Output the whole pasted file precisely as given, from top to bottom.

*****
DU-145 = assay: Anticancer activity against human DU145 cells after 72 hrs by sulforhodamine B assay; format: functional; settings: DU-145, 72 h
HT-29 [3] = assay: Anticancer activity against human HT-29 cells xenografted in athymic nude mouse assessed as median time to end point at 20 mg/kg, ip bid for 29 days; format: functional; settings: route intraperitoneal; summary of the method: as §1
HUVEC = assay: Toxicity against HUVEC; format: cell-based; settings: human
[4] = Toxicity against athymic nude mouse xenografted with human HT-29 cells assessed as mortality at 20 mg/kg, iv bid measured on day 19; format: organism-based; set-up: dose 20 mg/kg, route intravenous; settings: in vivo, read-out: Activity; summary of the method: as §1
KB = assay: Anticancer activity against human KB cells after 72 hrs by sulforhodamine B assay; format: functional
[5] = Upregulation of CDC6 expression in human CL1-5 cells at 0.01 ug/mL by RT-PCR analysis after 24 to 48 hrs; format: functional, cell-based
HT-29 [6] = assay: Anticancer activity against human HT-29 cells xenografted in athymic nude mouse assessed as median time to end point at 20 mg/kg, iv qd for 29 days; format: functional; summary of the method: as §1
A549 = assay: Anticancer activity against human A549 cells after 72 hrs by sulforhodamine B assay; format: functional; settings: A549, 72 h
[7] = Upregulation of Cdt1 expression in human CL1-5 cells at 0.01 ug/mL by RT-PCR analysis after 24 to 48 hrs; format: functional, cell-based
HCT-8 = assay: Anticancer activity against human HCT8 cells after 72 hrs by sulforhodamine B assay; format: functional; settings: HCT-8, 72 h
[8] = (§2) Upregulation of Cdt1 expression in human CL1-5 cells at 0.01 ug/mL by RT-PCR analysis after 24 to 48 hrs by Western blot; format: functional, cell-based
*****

DU-145 = assay: Anticancer activity against human DU145 cells after 72 hrs by sulforhodamine B assay; format: functional; settings: DU-145, 72 h
HT-29 [3] = assay: Anticancer activity against human HT-29 cells xenografted in athymic nude mouse assessed as median time to end point at 20 mg/kg, ip bid for 29 days; format: functional; settings: route intraperitoneal; summary of the method: as §1
HUVEC = assay: Toxicity against HUVEC; format: cell-based; settings: human
[4] = Toxicity against athymic nude mouse xenografted with human HT-29 cells assessed as mortality at 20 mg/kg, iv bid measured on day 19; format: organism-based; set-up: dose 20 mg/kg, route intravenous; settings: in vivo, read-out: Activity; summary of the method: as §1
KB = assay: Anticancer activity against human KB cells after 72 hrs by sulforhodamine B assay; format: functional
[5] = Upregulation of CDC6 expression in human CL1-5 cells at 0.01 ug/mL by RT-PCR analysis after 24 to 48 hrs; format: functional, cell-based
HT-29 [6] = assay: Anticancer activity against human HT-29 cells xenografted in athymic nude mouse assessed as median time to end point at 20 mg/kg, iv qd for 29 days; format: functional; summary of the method: as §1
A549 = assay: Anticancer activity against human A549 cells after 72 hrs by sulforhodamine B assay; format: functional; settings: A549, 72 h
[7] = Upregulation of Cdt1 expression in human CL1-5 cells at 0.01 ug/mL by RT-PCR analysis after 24 to 48 hrs; format: functional, cell-based
HCT-8 = assay: Anticancer activity against human HCT8 cells after 72 hrs by sulforhodamine B assay; format: functional; settings: HCT-8, 72 h
[8] = (§2) Upregulation of Cdt1 expression in human CL1-5 cells at 0.01 ug/mL by RT-PCR analysis after 24 to 48 hrs by Western blot; format: functional, cell-based